The water supplier Thames Water says it has finally found out why Oxford has such a big problem with 'fatbergs'.
When collating the results of a recent survey the firm found that around 80 percent of the city's restaurants were not using fat traps to stop oil and grease spilling into Oxford's sewers. Therefore, the fat collects in the sewer and drains below the city streets and creates the huge, solid deposits, otherwise known as fatbergs.
Earlier this year, a 20 tonne blockage was removed from one drain in the city centre. Kate Bunkall's report explains what happened. The interviewee is Alex Saunders from Thames Water.
Restaurant staff in Oxford are causing a plague of "fatbergs" according to Thames Water.
The water company say 95% of food outlets in the city don't dispose of oil, fat and grease correctly. They are pouring it down the sink, causing more than twenty tonnes of waste to end up in Park End Street sewer each year.
People who use Southern train services had some good news today. Talks about ending strike action by guards are to be held this Friday.
Yesterday long queues and hundreds of cancelled services - 700 of them - made getting around impossible for many. Mike Pearse reports.
Video report. Hundreds of rail conductors went on strike today in a row over plans to change the role of the guard. Around 400 RMT members who work for Southern Rail walked out from 11am in the first of two days of action.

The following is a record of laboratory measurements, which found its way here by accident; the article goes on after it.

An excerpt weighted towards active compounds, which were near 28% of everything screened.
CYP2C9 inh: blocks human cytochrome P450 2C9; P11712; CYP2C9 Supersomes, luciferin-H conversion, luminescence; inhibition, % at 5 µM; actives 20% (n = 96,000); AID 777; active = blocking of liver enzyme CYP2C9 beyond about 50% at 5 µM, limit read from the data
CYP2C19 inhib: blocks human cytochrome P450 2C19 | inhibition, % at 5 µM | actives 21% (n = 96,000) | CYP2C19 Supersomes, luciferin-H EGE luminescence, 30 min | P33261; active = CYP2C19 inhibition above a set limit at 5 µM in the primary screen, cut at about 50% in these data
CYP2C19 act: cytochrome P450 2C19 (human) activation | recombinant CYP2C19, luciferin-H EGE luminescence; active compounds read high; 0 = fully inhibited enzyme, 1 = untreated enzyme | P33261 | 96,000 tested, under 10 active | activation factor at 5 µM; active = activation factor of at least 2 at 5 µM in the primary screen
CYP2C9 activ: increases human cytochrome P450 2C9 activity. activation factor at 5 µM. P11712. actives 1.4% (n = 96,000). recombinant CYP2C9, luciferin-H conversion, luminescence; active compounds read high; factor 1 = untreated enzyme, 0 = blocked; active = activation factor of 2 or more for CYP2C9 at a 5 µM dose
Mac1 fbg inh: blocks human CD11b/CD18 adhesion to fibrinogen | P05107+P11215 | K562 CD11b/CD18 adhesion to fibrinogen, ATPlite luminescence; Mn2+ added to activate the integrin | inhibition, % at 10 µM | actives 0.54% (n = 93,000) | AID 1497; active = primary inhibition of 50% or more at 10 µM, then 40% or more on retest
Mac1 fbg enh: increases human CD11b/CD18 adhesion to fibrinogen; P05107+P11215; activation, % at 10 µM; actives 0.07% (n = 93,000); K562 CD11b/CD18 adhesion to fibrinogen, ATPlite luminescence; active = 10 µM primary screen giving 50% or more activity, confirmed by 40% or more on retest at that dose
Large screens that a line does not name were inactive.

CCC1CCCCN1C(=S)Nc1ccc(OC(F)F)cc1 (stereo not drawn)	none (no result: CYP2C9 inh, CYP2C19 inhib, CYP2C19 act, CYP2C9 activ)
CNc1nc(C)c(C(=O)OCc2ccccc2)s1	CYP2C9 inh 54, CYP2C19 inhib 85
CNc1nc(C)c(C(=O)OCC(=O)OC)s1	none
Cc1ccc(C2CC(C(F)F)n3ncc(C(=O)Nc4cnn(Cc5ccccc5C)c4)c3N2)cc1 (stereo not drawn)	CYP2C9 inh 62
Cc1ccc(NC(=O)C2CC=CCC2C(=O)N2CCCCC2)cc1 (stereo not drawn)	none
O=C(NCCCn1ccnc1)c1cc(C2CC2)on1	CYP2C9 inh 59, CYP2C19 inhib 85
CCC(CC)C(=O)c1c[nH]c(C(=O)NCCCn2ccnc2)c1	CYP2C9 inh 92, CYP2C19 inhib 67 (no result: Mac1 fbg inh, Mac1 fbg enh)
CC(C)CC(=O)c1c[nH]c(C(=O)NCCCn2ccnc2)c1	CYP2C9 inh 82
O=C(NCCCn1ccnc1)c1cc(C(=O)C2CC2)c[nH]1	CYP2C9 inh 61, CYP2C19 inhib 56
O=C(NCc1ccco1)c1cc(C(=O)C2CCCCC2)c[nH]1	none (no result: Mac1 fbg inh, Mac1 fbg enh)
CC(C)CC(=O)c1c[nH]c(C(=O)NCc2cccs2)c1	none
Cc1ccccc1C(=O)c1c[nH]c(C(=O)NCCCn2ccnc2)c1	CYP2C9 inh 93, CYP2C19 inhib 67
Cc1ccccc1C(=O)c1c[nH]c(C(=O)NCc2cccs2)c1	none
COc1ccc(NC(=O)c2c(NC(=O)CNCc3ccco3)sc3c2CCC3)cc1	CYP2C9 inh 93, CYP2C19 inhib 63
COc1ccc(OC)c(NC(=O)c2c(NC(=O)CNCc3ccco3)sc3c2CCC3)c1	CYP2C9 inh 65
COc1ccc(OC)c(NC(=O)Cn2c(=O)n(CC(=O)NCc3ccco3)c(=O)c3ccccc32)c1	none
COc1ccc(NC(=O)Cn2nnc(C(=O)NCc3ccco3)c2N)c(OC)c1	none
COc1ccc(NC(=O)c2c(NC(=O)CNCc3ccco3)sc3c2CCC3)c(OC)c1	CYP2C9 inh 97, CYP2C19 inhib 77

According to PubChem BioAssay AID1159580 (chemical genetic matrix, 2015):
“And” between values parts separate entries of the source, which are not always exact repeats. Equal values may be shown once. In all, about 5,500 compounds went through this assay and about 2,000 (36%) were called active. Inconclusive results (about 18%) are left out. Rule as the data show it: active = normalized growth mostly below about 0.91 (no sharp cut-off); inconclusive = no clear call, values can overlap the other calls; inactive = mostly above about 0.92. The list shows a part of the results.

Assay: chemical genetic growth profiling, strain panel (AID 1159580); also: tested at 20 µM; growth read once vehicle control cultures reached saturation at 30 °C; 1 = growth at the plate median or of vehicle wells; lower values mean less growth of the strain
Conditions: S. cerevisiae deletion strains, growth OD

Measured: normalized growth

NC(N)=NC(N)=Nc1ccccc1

Up to a thousand new jobs could be created if plans to redevelop old army barracks in Brighton are given the go-ahead. An exhibition has opened showing how the disused site could become a high tech park. Tom Savvides talks to the project director Rob Sloper.
Ambitious plans have been unveiled to redevelop a derelict cement works on the South Downs in Sussex.
The massive quarry near Shoreham closed twenty-five years ago, but remains a blot on the landscape.
Now, a group called the 'South Down Project' wants to build more than two-thousand homes and businesses on the site, at a cost of £1. 3 billion pounds. Malcolm Shaw reports.
The interviewees are Neil Laughton, a local businessman; Ed Carr, the Chairman of the South Down Project; and John Richards, a former cement worker.
Video report. First-time buyers in our region will need to earn an annual salary of £66,000 by the year 2020 if they want to buy a new home.
The Prime Minister David Cameron faces questions from his constituents in Witney tonight as his tax affairs continue to come under scrutiny. Having previously labelled tax evasion as 'frankly and morally wrong' Mr Cameron has admitted benefitting from an offshore fund previously set up by his late father in the tax haven of Panama. The question today was why has it taken so long for him to mention the shares. Juliette Fletcher reports.
Thousands of workers received a 50p an hour pay rise today with the introduction of new laws. The so-called National Living Wage means that everyone over the age of 25 must receive at least £7.20 an hour. Our social affairs correspondent Christine Alsford reports.
Thousands of workers will receive an extra 50p an hour pay rise today.
The National Living Wage means over 25s must receive at least £7.20 an hour, instead of £6.70.
Some say it is long overdue, but critics say it could put struggling firms out of business and may lead to job losses.
There is more information on the Government's living wage website.